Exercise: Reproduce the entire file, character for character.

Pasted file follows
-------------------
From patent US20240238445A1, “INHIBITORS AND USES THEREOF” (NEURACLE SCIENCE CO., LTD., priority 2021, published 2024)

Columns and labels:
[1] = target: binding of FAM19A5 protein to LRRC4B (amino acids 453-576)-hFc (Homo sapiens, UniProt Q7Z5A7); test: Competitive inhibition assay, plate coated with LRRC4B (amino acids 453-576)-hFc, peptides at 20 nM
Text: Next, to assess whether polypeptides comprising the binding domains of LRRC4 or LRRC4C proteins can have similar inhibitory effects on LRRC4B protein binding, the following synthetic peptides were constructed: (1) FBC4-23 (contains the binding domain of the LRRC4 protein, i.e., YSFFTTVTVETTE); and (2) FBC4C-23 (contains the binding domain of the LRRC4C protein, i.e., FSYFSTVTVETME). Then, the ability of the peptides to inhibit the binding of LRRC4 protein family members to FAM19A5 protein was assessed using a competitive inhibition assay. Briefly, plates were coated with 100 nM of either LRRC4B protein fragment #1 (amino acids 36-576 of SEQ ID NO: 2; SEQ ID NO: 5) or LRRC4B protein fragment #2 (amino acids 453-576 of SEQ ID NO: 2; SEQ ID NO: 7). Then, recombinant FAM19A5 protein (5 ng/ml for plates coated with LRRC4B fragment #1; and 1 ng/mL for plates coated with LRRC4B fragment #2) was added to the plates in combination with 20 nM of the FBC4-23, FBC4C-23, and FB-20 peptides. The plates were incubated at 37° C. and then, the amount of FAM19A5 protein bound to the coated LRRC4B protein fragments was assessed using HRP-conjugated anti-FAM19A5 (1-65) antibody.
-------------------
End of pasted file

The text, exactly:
From patent US20240238445A1, “INHIBITORS AND USES THEREOF” (NEURACLE SCIENCE CO., LTD., priority 2021, published 2024)

Columns and labels:
[1] = target: binding of FAM19A5 protein to LRRC4B (amino acids 453-576)-hFc (Homo sapiens, UniProt Q7Z5A7); test: Competitive inhibition assay, plate coated with LRRC4B (amino acids 453-576)-hFc, peptides at 20 nM
Text: Next, to assess whether polypeptides comprising the binding domains of LRRC4 or LRRC4C proteins can have similar inhibitory effects on LRRC4B protein binding, the following synthetic peptides were constructed: (1) FBC4-23 (contains the binding domain of the LRRC4 protein, i.e., YSFFTTVTVETTE); and (2) FBC4C-23 (contains the binding domain of the LRRC4C protein, i.e., FSYFSTVTVETME). Then, the ability of the peptides to inhibit the binding of LRRC4 protein family members to FAM19A5 protein was assessed using a competitive inhibition assay. Briefly, plates were coated with 100 nM of either LRRC4B protein fragment #1 (amino acids 36-576 of SEQ ID NO: 2; SEQ ID NO: 5) or LRRC4B protein fragment #2 (amino acids 453-576 of SEQ ID NO: 2; SEQ ID NO: 7). Then, recombinant FAM19A5 protein (5 ng/ml for plates coated with LRRC4B fragment #1; and 1 ng/mL for plates coated with LRRC4B fragment #2) was added to the plates in combination with 20 nM of the FBC4-23, FBC4C-23, and FB-20 peptides. The plates were incubated at 37° C. and then, the amount of FAM19A5 protein bound to the coated LRRC4B protein fragments was assessed using HRP-conjugated anti-FAM19A5 (1-65) antibody.